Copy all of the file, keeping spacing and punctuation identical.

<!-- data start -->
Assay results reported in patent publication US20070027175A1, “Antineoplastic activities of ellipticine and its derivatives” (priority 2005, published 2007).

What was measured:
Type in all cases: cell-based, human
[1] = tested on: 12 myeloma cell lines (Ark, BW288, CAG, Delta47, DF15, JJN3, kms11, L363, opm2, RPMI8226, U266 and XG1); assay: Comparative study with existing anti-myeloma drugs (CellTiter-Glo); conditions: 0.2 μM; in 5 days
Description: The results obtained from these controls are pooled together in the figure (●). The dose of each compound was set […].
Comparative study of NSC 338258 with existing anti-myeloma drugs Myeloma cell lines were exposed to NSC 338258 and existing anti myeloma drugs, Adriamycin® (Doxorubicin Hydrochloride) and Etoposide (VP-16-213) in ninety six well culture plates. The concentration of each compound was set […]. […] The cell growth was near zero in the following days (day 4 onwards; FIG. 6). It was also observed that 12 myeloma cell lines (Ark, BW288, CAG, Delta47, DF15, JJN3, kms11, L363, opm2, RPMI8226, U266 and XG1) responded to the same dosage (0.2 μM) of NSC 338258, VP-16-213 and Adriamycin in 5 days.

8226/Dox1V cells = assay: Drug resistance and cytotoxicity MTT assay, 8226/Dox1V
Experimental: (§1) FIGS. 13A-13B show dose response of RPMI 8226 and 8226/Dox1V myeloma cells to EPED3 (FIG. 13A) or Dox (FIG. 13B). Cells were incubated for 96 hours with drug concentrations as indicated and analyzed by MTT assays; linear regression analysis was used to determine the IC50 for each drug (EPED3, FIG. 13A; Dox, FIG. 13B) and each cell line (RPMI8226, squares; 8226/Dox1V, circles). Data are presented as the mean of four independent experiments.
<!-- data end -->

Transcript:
Assay results reported in patent publication US20070027175A1, “Antineoplastic activities of ellipticine and its derivatives” (priority 2005, published 2007).

What was measured:
Type in all cases: cell-based, human
[1] = tested on: 12 myeloma cell lines (Ark, BW288, CAG, Delta47, DF15, JJN3, kms11, L363, opm2, RPMI8226, U266 and XG1); assay: Comparative study with existing anti-myeloma drugs (CellTiter-Glo); conditions: 0.2 μM; in 5 days
Description: The results obtained from these controls are pooled together in the figure (●). The dose of each compound was set […].
Comparative study of NSC 338258 with existing anti-myeloma drugs Myeloma cell lines were exposed to NSC 338258 and existing anti myeloma drugs, Adriamycin® (Doxorubicin Hydrochloride) and Etoposide (VP-16-213) in ninety six well culture plates. The concentration of each compound was set […]. […] The cell growth was near zero in the following days (day 4 onwards; FIG. 6). It was also observed that 12 myeloma cell lines (Ark, BW288, CAG, Delta47, DF15, JJN3, kms11, L363, opm2, RPMI8226, U266 and XG1) responded to the same dosage (0.2 μM) of NSC 338258, VP-16-213 and Adriamycin in 5 days.

8226/Dox1V cells = assay: Drug resistance and cytotoxicity MTT assay, 8226/Dox1V
Experimental: (§1) FIGS. 13A-13B show dose response of RPMI 8226 and 8226/Dox1V myeloma cells to EPED3 (FIG. 13A) or Dox (FIG. 13B). Cells were incubated for 96 hours with drug concentrations as indicated and analyzed by MTT assays; linear regression analysis was used to determine the IC50 for each drug (EPED3, FIG. 13A; Dox, FIG. 13B) and each cell line (RPMI8226, squares; 8226/Dox1V, circles). Data are presented as the mean of four independent experiments.